Norja Cunningham, PhD Candidate

Marriage and Family Therapy PhD
"I like the inclusivity [at AUNE]. Everyone feels that they have a piece and a place in the community."

From a Reverence of Family Comes a Career

Norja Cunningham is in on the ground floor of AUNE’s Marriage and Family Therapy program.

Norja Cunningham’s lifelong dream has been to pursue a career as a doctor. Today, at age 28, she’s both an adjunct faculty member in the Department of Applied Psychology at Antioch University New England (AUNE) and a doctoral candidate in the Marriage and Family Therapy program.

“It’s a great opportunity,” she said. “I really like the idea of being a part of history, of being in on the ground floor of a relatively new program. Not only do I learn, but I can bring my own skills and suggestions to the program.”

Norja has spent nearly a decade in school to train for her chosen profession. She earned an undergraduate degree from Trinity College in Connecticut, and an MS in Marriage and Family Therapy from Central Connecticut State University. When her program director at the latter told her about AUNE, she immediately applied for acceptance into the MFT doctorate program.

At AUNE, she has performed clinical work at the Antioch Couple & Family Therapy Institute and supervised master’s degree students. For two years, she served as a research assistant to Dr. Walter Lowe, reviewing literature and background information for his study on the best ways to service veterans and families. She also assisted Dr. Amy Blanchard, helping to secure grant funding for research on perinatal care and postpartum depression. In 2009, as a second year doctoral student she began to teach courses in the Department of Applied Psychology including a seminar in social and cultural diversity and an ethics and professional development in marriage and family therapy class.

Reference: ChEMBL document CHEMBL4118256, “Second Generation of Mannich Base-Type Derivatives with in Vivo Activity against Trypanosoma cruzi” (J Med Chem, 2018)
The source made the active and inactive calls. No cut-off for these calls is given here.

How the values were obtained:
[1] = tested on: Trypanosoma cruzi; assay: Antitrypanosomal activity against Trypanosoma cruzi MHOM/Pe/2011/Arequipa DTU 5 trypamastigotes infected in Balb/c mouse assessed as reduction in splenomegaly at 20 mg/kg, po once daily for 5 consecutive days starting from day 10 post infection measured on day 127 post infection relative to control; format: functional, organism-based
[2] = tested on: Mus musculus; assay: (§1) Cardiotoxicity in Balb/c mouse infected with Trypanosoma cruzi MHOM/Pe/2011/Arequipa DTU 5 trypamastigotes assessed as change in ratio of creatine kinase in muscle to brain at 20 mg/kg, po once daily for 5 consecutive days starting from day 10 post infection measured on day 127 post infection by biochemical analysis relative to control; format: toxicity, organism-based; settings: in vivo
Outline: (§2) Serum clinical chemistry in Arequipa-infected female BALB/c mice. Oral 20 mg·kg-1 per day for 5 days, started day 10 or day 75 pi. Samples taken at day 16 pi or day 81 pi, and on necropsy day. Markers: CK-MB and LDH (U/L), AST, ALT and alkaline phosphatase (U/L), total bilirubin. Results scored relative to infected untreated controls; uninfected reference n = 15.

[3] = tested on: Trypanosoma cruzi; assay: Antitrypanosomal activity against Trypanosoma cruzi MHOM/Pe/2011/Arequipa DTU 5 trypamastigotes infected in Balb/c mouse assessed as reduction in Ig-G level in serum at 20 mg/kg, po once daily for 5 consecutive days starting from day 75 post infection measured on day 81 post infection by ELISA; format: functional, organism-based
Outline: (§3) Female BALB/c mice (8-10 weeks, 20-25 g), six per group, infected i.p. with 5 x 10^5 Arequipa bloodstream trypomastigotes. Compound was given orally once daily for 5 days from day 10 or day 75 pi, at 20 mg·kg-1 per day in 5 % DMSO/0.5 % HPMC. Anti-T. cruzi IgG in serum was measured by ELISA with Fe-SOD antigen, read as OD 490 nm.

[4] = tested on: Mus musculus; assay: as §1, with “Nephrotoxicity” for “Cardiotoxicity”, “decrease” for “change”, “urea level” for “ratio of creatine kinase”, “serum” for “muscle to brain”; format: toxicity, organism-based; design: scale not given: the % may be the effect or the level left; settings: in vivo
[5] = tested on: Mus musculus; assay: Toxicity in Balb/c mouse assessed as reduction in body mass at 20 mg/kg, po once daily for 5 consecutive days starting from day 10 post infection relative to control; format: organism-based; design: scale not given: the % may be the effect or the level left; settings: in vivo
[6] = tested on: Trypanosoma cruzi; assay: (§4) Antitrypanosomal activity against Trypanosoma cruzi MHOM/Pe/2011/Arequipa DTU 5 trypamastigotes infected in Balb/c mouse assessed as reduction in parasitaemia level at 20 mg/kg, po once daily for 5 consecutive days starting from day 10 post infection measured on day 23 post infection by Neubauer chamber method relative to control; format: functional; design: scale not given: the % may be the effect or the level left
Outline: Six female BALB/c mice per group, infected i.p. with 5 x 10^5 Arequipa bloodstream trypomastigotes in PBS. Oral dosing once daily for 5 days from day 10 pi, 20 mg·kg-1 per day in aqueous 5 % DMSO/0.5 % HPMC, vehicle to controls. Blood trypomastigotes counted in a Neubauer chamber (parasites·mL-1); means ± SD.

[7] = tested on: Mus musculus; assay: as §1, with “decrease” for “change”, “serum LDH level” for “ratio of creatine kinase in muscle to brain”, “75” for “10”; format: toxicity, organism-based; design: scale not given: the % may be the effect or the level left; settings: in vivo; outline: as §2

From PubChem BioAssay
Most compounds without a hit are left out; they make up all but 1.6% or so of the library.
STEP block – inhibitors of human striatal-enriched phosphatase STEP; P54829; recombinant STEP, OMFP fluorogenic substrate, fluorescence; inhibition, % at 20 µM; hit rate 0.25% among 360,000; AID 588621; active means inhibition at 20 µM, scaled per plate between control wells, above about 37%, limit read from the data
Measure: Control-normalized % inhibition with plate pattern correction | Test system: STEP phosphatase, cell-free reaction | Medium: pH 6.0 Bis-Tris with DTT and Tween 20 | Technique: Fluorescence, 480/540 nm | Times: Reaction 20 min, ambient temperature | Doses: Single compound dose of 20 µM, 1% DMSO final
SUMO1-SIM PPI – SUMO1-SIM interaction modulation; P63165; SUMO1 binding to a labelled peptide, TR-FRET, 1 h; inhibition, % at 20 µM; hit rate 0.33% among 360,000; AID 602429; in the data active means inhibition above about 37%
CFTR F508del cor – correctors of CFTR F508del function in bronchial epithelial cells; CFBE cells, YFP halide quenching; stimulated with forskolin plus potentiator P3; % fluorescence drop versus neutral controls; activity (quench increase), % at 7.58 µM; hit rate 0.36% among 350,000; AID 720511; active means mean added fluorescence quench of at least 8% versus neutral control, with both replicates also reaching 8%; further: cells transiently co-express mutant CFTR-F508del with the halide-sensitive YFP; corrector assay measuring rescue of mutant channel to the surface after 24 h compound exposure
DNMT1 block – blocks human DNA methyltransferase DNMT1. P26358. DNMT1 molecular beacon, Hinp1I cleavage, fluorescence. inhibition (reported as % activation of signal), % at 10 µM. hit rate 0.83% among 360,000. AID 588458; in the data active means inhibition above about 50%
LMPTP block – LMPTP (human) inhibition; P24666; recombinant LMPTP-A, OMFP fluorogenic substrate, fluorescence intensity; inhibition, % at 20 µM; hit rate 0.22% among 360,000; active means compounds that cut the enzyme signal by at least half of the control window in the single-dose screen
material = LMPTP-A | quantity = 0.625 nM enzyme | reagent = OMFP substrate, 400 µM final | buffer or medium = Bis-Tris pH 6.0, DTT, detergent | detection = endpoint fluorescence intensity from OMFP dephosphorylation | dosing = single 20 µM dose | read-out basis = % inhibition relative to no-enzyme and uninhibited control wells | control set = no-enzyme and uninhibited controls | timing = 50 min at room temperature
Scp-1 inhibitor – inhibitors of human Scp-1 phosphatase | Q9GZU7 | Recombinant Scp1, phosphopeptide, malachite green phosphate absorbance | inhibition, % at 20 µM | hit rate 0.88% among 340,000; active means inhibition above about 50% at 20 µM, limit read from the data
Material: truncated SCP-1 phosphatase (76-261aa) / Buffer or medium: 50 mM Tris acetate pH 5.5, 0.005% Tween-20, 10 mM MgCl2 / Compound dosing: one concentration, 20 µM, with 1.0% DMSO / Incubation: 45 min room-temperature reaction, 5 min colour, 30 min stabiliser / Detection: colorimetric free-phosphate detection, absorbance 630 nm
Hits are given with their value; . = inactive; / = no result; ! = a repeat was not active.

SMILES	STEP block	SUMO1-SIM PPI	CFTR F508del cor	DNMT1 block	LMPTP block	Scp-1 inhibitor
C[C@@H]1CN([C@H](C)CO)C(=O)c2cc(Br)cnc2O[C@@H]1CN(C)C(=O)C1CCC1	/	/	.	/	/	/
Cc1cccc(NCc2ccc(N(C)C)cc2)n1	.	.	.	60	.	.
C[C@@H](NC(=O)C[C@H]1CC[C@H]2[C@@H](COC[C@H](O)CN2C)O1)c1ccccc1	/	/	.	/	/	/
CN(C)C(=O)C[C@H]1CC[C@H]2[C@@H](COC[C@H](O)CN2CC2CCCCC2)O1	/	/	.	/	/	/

“AUNE prepares you for all aspects of being a doctor,” she said. “The program is unique in that it gives three semesters of supervision and infuses social justice into all its courses. When I leave, I’ll have many options. If I decide to teach, I’m prepared to teach. Or, if I choose, I’ll be able to supervise, do clinical work and research. I’m well prepared.”

All in the Family

Norja credits the support of her close-knit family for much of her success.

“I have strong beliefs in family and education,” she said. “I really value those things. I come from a close family environment where helping others is very important. My mother and aunt/mentor have always supported me. I greatly credit them for helping me become who I am today.”

“My aunt is my life coach,” she said. “She told me to define myself in just three words. For me, they are: God, career and health-career having to do with education, and health having to do with relationships. A lot of my resilience comes from having the right people in my life, who keep reminding me to steer in the right direction.”

Medical family therapy is one of Norja’s primary fields of interest. “We look at what’s going on biologically, or with the body; psychologically, which is mentally; socially, which is relationships; and spiritually. It’s very holistic. ! All of us work together. It’s a comparatively new field.”

Her future doctoral dissertation will focus on medical family therapy. She’s working toward becoming a licensed marriage and family therapist (LMFT) and supervisor, and anticipates receiving her PhD in May 2012.

“By the time I receive my doctorate, I will have been in college for ten straight years,” she said. “I can’t believe that ten years have gone by. I’m grateful to be able to see the end of my program. Last summer I finished all of my coursework. All I have left are my internship and dissertation. It’s exciting.

“AUNE has been a good fit,” she said. “I like the inclusivity. Everyone feels that they have a piece and a place in the community.”

-November 2010